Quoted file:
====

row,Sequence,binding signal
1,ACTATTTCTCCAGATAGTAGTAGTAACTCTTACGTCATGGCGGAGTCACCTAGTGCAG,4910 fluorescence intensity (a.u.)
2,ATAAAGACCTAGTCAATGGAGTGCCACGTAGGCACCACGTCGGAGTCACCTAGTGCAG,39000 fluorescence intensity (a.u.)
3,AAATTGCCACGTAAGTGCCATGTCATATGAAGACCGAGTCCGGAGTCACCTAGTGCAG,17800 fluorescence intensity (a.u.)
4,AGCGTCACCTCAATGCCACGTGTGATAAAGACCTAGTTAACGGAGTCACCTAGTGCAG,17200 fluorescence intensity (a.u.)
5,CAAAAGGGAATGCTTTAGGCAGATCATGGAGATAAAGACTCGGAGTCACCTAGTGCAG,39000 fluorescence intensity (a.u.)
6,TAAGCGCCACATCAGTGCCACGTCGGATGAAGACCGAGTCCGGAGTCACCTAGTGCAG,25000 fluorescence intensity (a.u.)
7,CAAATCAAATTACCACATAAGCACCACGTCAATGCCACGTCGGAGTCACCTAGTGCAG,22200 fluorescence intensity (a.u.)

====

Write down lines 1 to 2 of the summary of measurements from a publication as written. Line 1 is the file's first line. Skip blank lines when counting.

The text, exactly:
row,Sequence,binding signal
1,ACTATTTCTCCAGATAGTAGTAGTAACTCTTACGTCATGGCGGAGTCACCTAGTGCAG,4910 fluorescence intensity (a.u.)